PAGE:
Topic outline

  • General

    writing seminar

    The Art of the Essay
    Fall 2009
    M-Th 1:30 - 2:50, D33E

    Woman WritingVirginia Woolf describes the essay as a form that “must lap us about and draw its curtain across the world.” But what are, she asks, “can the essayist use in these short length of prose to sting us awake and fix us in a trance which is not sleep but rather an intensification of life—a basking, with every faculty alert, in the sun of pleasure?” Her answer is a simple one: “He [she] must know—that is the first essential—how to write.” In this writing seminar, we will be reading a collection of essays from the personal essay to nature writing, literary journalism and science writing. And, of course, . . .we will write. During this semester, we will explore writing as an activity that we learn by doing, with some coaching. For this reason, our class time will be spent generally doing, not listening to lectures about writing. The way we will work toward our goal is through lots of practice in writing, critiquing, and rewriting. A long distance runner improves her or his times by running faster, more frequently, and through good coaching. A painter spends long hours in the studio, reworking line and color—getting it just right. This class will be your writing studio. You will work on your craft, rewriting, revising, rethinking, polishing; and I will be your coach, your advisor, and your supporter, but not the only coach. All of your writing will be read by other students, and each of you will become a coach. We will take seriously the opening line of Patricia Hampl’s book, I Could Tell You Stories: “A writer is, first and last, a reader.”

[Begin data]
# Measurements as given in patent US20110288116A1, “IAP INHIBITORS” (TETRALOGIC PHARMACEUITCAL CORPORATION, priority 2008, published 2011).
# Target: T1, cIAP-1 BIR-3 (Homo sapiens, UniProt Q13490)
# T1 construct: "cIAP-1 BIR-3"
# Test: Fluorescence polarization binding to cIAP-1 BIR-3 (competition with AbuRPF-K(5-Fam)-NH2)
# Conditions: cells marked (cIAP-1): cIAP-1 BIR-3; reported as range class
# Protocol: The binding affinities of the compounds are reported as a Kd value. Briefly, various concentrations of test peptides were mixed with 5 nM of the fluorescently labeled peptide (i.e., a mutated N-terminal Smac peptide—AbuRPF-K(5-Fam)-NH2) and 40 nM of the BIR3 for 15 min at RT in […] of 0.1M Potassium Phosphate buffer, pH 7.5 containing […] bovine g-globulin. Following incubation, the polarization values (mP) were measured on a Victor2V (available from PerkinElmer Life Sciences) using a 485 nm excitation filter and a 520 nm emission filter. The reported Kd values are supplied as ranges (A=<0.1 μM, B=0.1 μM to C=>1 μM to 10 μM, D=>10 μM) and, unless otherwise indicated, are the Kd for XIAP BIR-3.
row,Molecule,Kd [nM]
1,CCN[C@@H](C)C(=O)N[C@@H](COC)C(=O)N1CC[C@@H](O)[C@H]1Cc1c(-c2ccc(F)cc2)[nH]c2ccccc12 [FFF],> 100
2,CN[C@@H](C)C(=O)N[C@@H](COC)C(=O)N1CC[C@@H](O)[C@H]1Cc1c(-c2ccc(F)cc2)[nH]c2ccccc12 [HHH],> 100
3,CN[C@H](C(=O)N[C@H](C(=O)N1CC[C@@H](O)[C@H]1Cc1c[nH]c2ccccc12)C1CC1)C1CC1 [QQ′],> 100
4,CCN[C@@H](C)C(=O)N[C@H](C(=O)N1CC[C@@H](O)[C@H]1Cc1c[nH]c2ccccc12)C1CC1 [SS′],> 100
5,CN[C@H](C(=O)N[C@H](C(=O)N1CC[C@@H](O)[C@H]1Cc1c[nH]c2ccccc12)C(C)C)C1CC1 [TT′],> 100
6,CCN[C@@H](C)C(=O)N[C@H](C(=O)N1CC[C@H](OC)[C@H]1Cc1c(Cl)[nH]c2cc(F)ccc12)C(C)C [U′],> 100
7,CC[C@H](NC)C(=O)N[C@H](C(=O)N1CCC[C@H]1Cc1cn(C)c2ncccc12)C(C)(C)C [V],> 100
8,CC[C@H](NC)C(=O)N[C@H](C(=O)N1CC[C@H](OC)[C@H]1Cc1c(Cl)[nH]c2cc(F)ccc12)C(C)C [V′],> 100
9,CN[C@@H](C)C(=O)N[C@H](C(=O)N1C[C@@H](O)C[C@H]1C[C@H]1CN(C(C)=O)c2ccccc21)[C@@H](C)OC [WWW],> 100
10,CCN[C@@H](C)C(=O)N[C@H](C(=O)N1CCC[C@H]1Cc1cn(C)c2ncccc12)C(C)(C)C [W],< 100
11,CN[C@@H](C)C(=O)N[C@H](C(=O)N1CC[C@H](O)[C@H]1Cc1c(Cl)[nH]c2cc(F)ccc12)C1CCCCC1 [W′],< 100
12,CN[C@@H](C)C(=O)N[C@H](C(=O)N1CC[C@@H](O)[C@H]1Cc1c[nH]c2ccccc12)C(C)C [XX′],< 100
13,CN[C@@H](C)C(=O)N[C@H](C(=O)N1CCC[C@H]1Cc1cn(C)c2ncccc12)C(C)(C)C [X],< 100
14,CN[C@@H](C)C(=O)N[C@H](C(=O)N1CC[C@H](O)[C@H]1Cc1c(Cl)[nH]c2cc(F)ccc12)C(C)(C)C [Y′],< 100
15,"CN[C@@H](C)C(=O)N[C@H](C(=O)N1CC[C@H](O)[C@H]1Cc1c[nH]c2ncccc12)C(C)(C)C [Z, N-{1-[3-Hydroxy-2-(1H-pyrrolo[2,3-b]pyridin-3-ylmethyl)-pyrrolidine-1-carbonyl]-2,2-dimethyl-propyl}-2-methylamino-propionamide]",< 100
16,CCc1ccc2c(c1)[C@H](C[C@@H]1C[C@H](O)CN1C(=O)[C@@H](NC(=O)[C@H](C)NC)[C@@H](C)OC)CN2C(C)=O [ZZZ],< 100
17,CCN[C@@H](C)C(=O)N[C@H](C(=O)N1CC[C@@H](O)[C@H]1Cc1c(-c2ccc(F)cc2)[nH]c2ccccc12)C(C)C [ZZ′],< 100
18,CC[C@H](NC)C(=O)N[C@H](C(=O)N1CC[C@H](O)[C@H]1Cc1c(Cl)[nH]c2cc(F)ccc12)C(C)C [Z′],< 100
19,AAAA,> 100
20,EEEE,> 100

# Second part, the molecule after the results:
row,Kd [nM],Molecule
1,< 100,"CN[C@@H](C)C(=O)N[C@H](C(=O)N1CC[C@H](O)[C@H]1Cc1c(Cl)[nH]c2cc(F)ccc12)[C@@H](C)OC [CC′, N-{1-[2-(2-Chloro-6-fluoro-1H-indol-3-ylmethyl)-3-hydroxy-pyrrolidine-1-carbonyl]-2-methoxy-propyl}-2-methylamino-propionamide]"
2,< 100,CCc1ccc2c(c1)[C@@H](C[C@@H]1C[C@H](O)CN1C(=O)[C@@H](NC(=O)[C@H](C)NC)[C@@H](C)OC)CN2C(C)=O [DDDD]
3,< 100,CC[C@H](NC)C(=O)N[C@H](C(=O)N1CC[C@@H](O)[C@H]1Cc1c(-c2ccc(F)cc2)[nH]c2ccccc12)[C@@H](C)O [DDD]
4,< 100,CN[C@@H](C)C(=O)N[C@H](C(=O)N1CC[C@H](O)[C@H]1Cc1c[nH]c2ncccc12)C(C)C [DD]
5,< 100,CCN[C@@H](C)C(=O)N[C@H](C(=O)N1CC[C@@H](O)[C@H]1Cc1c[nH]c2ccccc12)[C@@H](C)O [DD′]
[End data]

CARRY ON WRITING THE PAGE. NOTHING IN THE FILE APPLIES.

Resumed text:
• Topic 1

    Syllabus and Calendar